Sulawesi crested black macaque, black ape, Celebes ape, Celebes black ape, black Celebes macaque, and crested Celebes macaque. (The Celebes island has been renamed Sulawesi.) Though the common names of the Sulawesi macaque sometimes refer to it as an ape, it is actually a monkey.
Found in Indonesia, on the extreme northeastern tip of the island of Sulawesi (formerly Celebes) and on several adjacent islands. They are also found on the island of Bacan (or Batjan), where it is believed they were introduced by people.
The island is mountainous and covered with tropical rainforest. The climate is hot, but tempered by sea winds.
Sulawesi macaques have black skin, black hair, compact bodies, very small or almost no external tails, and limbs of equal length. There is a crest of long hairs on the top of their head. Both sexes have ischial callosities (large, bare pads at the base of their tails). Females show a large, pink swelling of these pads around the time of ovulation.
In the wild, macaques are omnivorous (eating both animals and plants), but are mostly vegetarian. They eat fruit, berries, grains, leaves, insects, and occasionally small vertebrates. At the Zoo, they eat monkey chow, kale, apples, oranges, peanuts, mealworms, crickets, and a variety of other fruits and vegetables.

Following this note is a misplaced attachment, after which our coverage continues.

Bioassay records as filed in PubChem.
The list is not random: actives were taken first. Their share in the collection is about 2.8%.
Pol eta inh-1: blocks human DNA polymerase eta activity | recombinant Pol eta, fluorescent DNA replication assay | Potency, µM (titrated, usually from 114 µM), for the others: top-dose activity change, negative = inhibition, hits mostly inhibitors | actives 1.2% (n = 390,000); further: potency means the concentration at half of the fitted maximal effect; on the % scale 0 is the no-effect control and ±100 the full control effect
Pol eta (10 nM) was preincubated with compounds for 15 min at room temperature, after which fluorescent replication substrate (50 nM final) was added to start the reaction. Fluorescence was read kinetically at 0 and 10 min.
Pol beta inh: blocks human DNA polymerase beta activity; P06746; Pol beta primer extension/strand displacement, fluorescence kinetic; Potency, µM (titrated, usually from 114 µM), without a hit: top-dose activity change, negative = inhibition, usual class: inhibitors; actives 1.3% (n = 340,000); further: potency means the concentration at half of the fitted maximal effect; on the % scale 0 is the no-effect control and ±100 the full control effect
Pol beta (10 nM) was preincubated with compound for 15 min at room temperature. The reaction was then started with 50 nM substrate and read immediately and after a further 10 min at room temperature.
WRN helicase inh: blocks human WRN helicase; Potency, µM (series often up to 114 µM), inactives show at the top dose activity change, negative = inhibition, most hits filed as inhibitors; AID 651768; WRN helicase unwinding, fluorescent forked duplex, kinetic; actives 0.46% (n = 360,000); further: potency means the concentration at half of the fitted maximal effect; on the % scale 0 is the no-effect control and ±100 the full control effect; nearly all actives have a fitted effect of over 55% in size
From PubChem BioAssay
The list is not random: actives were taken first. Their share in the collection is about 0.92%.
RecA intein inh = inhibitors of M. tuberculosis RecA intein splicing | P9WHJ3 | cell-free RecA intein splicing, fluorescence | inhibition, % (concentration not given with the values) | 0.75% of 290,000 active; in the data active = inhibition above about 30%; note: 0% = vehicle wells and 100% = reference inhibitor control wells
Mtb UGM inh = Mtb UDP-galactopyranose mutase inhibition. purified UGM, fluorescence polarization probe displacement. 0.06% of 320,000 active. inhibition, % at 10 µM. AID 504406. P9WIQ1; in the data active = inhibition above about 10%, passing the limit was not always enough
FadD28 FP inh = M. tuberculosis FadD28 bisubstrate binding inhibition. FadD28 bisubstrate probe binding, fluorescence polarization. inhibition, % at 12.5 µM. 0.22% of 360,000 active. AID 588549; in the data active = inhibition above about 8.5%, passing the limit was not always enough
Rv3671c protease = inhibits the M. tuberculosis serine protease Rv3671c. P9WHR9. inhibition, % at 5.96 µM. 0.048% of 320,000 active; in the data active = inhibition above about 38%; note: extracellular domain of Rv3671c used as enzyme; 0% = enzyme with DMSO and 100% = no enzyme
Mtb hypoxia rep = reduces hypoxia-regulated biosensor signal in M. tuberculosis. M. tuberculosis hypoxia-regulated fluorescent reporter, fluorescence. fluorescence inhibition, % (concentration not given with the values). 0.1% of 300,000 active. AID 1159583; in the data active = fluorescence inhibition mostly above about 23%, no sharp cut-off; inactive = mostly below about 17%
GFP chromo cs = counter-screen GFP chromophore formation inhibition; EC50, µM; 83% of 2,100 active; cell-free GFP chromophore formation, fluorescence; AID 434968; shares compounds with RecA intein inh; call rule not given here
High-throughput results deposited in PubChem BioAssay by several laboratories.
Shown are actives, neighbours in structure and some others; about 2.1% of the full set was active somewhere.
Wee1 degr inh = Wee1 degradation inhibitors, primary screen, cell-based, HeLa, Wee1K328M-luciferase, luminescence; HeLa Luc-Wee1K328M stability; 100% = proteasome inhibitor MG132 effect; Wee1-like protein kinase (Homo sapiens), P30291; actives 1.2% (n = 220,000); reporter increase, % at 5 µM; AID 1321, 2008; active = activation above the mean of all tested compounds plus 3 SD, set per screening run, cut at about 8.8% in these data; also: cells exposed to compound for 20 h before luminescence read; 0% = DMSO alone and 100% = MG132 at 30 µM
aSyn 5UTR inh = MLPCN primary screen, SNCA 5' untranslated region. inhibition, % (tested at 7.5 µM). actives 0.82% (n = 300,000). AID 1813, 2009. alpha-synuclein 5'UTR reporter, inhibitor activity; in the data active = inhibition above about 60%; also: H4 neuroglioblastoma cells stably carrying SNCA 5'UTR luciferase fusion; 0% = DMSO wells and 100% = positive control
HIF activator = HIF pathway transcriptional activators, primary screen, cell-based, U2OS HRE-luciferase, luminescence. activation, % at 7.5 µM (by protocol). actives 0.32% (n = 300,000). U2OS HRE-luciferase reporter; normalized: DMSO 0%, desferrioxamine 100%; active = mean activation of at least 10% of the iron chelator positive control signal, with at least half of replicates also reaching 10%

Males reach physical maturity between six and ten years of age, and females around six years. Some macaques have lived more than 40 years in zoos.
Gestation is about six months and one young is produced at a time. The intervals between births range from one to two years.
Sulawesi macaque groups range from five to 50 individuals or larger. There is little evidence of territoriality, but they may defend the area they occupy at any given time. Groups that have been studied spend more than half their day moving and feeding. Adult males moved and rested more than adult females, but fed, foraged, and socialized less.
There is a range of macaque social behaviors that is easily observed. Behaviors include: lip smacking (a greeting), grimacing, grooming, and mutual embraces.